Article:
Globalization is one of the major forces affecting the world. The relationship between its two main facets—trade integration and financial market integration—is the focus of Chapter III. Historically, international trade and finance have generally moved hand in hand. Empirically, the two are reinforcing each other, with greater financial integration tending to increase trade, and more trade requiring larger international financing. Indeed, the chapter finds that the benefits from opening up to the rest of the world are greatest in terms of reduced macroeconomic volatility and fewer financial crises when progress is made on opening to both trade and finance. Theoretically, there is also a fairly clear link. It is now well known that a fall in trade costs can significantly expand financial market integration measured by the level of risk sharing across countries. Indeed, one can potentially explain much of the differences in the level of capital market integration across countries by trade frictions broadly defined to include not only transport and tariffs, but also other factors such as differences in language and legal systems.4
While a steady fall in trade costs has certainly been the driving force for global integration throughout modern history, the roots of the change have differed somewhat over time. During the last great era of globalization, 1870-1914, integration was driven mainly by changes in technology. During the modern post-World War II era, however, policy has been at least as important. While financial and trade integration have generally moved in broad correspondence, there have been cases where policy-driven liberalization in financial markets has leaped ahead first, and where the supporting changes needed to achieve trade integration never materialized. This can lead to problems, including financial crises, as was discussed in Chapter II of the April 2002 World Economic Outlook, and as we discuss again here.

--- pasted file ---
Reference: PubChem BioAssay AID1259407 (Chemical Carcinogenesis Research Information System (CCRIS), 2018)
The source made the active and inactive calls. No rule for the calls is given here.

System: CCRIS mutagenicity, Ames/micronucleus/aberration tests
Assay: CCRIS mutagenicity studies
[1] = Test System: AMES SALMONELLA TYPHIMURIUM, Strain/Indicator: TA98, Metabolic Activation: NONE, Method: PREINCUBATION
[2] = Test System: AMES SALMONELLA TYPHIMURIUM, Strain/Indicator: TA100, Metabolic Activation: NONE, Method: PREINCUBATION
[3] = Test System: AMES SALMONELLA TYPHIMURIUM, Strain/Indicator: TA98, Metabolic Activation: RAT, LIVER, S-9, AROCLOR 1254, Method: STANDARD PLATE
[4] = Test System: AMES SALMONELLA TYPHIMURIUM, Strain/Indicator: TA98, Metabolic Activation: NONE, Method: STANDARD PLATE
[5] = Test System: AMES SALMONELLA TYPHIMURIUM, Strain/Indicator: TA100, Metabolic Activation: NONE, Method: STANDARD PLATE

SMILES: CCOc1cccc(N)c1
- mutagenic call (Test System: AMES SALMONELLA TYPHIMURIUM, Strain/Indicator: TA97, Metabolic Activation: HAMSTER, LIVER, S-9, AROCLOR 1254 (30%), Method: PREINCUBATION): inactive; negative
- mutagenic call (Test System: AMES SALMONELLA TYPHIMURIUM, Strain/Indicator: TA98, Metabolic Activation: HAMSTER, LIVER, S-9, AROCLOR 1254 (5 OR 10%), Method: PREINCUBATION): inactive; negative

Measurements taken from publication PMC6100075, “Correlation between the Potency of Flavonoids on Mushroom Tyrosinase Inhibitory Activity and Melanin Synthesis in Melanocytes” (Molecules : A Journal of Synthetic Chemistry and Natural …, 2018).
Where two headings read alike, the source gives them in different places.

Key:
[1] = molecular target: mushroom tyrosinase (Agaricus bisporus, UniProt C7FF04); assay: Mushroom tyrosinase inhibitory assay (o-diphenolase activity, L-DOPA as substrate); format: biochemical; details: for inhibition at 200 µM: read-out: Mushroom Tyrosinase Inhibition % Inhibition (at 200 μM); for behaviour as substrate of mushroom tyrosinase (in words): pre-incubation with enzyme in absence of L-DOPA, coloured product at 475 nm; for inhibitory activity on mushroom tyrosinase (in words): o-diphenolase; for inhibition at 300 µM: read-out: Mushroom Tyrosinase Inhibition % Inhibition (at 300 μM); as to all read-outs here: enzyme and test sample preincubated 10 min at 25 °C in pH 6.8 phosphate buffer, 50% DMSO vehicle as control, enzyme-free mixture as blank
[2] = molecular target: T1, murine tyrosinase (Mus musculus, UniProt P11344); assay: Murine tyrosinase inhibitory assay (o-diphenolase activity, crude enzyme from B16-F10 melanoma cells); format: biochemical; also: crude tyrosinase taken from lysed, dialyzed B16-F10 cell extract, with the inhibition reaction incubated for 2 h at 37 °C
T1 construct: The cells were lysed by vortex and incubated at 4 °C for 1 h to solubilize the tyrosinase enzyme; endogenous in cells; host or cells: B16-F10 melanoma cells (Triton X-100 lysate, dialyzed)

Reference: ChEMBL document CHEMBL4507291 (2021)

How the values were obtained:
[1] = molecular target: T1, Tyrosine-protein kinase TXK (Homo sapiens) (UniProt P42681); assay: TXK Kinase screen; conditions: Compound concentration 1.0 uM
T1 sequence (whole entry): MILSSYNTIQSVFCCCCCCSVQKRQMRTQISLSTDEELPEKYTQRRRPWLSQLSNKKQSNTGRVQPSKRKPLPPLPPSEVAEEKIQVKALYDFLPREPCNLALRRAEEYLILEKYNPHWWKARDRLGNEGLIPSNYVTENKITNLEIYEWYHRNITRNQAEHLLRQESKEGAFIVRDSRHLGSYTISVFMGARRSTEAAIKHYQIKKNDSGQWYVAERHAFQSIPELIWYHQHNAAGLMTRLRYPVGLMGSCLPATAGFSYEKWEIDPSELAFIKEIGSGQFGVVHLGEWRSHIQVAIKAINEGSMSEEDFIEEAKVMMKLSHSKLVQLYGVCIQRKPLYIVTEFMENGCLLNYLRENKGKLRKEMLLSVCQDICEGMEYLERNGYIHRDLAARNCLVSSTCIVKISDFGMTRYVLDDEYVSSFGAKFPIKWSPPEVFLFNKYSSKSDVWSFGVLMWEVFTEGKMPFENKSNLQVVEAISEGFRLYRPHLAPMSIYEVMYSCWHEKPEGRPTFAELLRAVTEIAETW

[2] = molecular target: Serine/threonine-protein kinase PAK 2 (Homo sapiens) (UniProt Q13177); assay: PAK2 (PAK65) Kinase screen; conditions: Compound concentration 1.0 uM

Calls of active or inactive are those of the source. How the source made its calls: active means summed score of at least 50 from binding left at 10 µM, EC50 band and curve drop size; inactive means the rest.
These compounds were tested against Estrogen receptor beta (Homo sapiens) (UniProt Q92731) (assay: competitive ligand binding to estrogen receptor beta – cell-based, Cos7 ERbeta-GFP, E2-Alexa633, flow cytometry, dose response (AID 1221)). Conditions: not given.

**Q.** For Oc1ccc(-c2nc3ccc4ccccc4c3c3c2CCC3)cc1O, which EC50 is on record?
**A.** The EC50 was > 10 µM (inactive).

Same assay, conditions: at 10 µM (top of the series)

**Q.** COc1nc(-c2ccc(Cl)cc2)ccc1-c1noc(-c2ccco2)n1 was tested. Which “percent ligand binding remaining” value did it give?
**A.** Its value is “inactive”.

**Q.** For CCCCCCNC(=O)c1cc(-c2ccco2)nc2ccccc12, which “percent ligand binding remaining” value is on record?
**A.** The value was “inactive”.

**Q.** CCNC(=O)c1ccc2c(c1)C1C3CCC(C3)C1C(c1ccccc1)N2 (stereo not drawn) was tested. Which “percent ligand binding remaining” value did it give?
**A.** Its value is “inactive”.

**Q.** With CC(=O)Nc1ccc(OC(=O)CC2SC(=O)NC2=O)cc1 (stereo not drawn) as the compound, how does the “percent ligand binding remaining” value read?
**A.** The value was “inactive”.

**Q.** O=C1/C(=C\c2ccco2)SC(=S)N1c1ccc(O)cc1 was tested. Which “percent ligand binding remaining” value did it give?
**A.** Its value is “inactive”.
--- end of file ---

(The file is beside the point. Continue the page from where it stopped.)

Given the importance of opening up to finance and trade, Chapter III also contains a detailed investigation of why some regions seem to trade so much more than others. Much of the analysis is based on the so-called “gravity model” of trade, which controls for factors such as country size, distance from trading partners, and policy restrictiveness. Overall, the results suggest that while trade policy restrictiveness is quite important in explaining the lower trading levels of developing countries compared with their industrialized brethren, other factors, such as the level of economic development and inherited geography, turn out to be even more important. Low income per capita is central to explaining the relatively low level of “South-South” trade; as consumers in poor countries use a relatively narrow range of products, such countries will naturally trade less with each other, even relative to income. Many countries also suffer from the problem of geographic isolation and, in some cases, being landlocked. Indeed, geography alone accounts for roughly 40 percent of the difference in trade levels across countries. Trade and balance of payments restrictions, on the other hand, appear to account for between 10 and 20 percent of the shortfall in bilateral trade flows. We can conclude from this that, over the next century, we are likely to see increased globalization not only due to continued improvements in the global transportation and communications system, and active policy measures to reduce trade restrictions, but also simply due to further economic development. Globalization is not only a source of growth; it is a natural outcome of it.
Economic Counsellor and Director, Research Department
“Promoting Sustained Growth and International Financial Stability,” address by Horst Köhler, IMF Managing Director, to the National Press Club, April 17, 2002.
See also Chapter II of the April 2002 World Economic Outlook.
Jagdish Bhagwati, “The Poor’s Best Hope,” The Economist, June 22, 2002, pp. 24–26.
See Maurice Obstfeld and Kenneth Rogoff, 2000, “The Six Major Puzzles in International Macroeconomics: Is There a Common Cause?” NBER Macroeconomics Annual 2000 (Cambridge, Massachusetts: MIT Press).